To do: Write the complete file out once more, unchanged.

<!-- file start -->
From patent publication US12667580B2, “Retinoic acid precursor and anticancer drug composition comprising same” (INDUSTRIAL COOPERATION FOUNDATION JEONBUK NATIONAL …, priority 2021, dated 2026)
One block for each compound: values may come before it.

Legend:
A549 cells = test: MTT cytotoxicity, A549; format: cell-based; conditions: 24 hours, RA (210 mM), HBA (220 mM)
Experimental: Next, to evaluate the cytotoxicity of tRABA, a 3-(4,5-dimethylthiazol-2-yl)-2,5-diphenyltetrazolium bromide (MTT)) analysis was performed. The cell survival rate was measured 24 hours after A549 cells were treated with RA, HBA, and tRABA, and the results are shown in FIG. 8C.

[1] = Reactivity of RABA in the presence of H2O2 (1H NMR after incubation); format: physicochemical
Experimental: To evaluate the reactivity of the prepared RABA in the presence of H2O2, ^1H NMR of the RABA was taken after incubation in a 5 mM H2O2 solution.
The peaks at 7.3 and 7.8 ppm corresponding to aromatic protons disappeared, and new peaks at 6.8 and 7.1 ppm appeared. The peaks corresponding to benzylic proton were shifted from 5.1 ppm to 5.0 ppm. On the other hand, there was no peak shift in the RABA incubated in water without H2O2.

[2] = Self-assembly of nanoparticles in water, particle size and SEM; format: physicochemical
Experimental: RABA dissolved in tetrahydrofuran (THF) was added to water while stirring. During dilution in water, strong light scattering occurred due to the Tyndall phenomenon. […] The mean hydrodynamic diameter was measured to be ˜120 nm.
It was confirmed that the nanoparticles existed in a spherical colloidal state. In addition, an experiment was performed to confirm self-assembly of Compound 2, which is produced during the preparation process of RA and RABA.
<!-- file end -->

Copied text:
From patent publication US12667580B2, “Retinoic acid precursor and anticancer drug composition comprising same” (INDUSTRIAL COOPERATION FOUNDATION JEONBUK NATIONAL …, priority 2021, dated 2026)
One block for each compound: values may come before it.

Legend:
A549 cells = test: MTT cytotoxicity, A549; format: cell-based; conditions: 24 hours, RA (210 mM), HBA (220 mM)
Experimental: Next, to evaluate the cytotoxicity of tRABA, a 3-(4,5-dimethylthiazol-2-yl)-2,5-diphenyltetrazolium bromide (MTT)) analysis was performed. The cell survival rate was measured 24 hours after A549 cells were treated with RA, HBA, and tRABA, and the results are shown in FIG. 8C.

[1] = Reactivity of RABA in the presence of H2O2 (1H NMR after incubation); format: physicochemical
Experimental: To evaluate the reactivity of the prepared RABA in the presence of H2O2, ^1H NMR of the RABA was taken after incubation in a 5 mM H2O2 solution.
The peaks at 7.3 and 7.8 ppm corresponding to aromatic protons disappeared, and new peaks at 6.8 and 7.1 ppm appeared. The peaks corresponding to benzylic proton were shifted from 5.1 ppm to 5.0 ppm. On the other hand, there was no peak shift in the RABA incubated in water without H2O2.

[2] = Self-assembly of nanoparticles in water, particle size and SEM; format: physicochemical
Experimental: RABA dissolved in tetrahydrofuran (THF) was added to water while stirring. During dilution in water, strong light scattering occurred due to the Tyndall phenomenon. […] The mean hydrodynamic diameter was measured to be ˜120 nm.
It was confirmed that the nanoparticles existed in a spherical colloidal state. In addition, an experiment was performed to confirm self-assembly of Compound 2, which is produced during the preparation process of RA and RABA.